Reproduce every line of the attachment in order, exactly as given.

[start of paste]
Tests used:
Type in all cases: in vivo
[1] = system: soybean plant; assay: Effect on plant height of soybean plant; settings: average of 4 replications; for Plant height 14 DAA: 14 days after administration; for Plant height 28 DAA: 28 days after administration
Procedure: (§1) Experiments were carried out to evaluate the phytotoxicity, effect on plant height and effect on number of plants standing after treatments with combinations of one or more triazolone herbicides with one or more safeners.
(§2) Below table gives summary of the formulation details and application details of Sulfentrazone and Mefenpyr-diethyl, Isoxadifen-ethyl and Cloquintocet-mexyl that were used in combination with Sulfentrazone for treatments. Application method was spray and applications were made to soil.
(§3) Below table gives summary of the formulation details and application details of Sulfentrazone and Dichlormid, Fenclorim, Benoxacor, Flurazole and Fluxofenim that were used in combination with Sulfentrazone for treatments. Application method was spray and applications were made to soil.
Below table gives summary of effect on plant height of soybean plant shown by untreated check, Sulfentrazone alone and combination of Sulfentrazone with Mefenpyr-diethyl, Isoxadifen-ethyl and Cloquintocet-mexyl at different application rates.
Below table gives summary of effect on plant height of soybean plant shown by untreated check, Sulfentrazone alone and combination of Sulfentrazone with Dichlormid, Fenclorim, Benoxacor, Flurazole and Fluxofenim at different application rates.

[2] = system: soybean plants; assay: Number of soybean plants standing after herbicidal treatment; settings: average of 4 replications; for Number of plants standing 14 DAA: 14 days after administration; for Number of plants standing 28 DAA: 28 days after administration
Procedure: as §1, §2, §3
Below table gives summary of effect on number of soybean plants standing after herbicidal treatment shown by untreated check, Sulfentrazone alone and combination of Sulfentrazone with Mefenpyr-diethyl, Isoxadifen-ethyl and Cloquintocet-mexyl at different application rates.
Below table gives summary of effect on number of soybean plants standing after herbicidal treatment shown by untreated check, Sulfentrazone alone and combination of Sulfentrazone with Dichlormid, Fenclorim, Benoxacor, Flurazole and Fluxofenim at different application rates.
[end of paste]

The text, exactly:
Tests used:
Type in all cases: in vivo
[1] = system: soybean plant; assay: Effect on plant height of soybean plant; settings: average of 4 replications; for Plant height 14 DAA: 14 days after administration; for Plant height 28 DAA: 28 days after administration
Procedure: (§1) Experiments were carried out to evaluate the phytotoxicity, effect on plant height and effect on number of plants standing after treatments with combinations of one or more triazolone herbicides with one or more safeners.
(§2) Below table gives summary of the formulation details and application details of Sulfentrazone and Mefenpyr-diethyl, Isoxadifen-ethyl and Cloquintocet-mexyl that were used in combination with Sulfentrazone for treatments. Application method was spray and applications were made to soil.
(§3) Below table gives summary of the formulation details and application details of Sulfentrazone and Dichlormid, Fenclorim, Benoxacor, Flurazole and Fluxofenim that were used in combination with Sulfentrazone for treatments. Application method was spray and applications were made to soil.
Below table gives summary of effect on plant height of soybean plant shown by untreated check, Sulfentrazone alone and combination of Sulfentrazone with Mefenpyr-diethyl, Isoxadifen-ethyl and Cloquintocet-mexyl at different application rates.
Below table gives summary of effect on plant height of soybean plant shown by untreated check, Sulfentrazone alone and combination of Sulfentrazone with Dichlormid, Fenclorim, Benoxacor, Flurazole and Fluxofenim at different application rates.

[2] = system: soybean plants; assay: Number of soybean plants standing after herbicidal treatment; settings: average of 4 replications; for Number of plants standing 14 DAA: 14 days after administration; for Number of plants standing 28 DAA: 28 days after administration
Procedure: as §1, §2, §3
Below table gives summary of effect on number of soybean plants standing after herbicidal treatment shown by untreated check, Sulfentrazone alone and combination of Sulfentrazone with Mefenpyr-diethyl, Isoxadifen-ethyl and Cloquintocet-mexyl at different application rates.
Below table gives summary of effect on number of soybean plants standing after herbicidal treatment shown by untreated check, Sulfentrazone alone and combination of Sulfentrazone with Dichlormid, Fenclorim, Benoxacor, Flurazole and Fluxofenim at different application rates.